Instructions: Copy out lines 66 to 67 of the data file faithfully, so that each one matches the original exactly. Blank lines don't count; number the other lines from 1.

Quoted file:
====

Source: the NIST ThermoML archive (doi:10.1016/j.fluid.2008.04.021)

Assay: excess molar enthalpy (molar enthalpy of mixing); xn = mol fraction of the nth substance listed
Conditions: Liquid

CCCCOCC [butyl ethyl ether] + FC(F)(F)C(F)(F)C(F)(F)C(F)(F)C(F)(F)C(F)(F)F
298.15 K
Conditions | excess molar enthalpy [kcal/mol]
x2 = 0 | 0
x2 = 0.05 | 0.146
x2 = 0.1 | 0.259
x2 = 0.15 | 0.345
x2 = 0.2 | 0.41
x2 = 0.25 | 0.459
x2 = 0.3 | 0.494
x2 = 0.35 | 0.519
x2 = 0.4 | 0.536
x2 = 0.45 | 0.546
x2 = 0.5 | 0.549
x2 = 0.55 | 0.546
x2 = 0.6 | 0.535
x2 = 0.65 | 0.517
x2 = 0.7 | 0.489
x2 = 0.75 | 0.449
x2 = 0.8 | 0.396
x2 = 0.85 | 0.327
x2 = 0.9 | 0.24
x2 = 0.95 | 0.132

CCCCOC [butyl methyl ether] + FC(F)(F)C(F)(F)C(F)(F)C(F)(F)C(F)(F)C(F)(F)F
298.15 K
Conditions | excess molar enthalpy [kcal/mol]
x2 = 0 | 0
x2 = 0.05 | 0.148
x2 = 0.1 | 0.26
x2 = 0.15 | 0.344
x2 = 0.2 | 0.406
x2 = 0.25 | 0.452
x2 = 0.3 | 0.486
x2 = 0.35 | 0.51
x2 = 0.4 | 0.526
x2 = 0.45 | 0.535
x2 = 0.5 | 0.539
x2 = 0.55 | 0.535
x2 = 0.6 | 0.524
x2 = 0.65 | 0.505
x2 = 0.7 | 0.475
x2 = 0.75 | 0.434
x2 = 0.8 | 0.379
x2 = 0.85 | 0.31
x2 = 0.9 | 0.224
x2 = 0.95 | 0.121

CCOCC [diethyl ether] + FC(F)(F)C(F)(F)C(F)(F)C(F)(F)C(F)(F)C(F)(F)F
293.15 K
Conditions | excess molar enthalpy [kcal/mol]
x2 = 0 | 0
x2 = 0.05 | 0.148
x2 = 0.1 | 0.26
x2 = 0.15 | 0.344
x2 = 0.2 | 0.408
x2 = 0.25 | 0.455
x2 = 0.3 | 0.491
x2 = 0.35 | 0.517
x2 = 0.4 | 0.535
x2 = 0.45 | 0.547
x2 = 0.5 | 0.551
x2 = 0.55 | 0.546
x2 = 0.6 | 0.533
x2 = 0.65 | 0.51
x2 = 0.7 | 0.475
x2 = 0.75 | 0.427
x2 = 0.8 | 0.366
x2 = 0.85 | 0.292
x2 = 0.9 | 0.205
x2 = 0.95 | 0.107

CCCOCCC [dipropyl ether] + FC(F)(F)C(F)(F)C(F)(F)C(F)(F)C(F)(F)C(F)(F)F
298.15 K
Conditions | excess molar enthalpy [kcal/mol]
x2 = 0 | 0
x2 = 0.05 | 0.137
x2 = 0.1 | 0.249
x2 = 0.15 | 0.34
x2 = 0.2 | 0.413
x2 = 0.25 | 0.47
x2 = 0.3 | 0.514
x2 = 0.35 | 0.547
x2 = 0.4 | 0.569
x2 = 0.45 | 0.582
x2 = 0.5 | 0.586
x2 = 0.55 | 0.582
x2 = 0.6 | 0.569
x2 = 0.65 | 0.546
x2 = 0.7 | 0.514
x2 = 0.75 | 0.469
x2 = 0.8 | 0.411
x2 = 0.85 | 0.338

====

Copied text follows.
x2 = 0.65 | 0.51
x2 = 0.7 | 0.475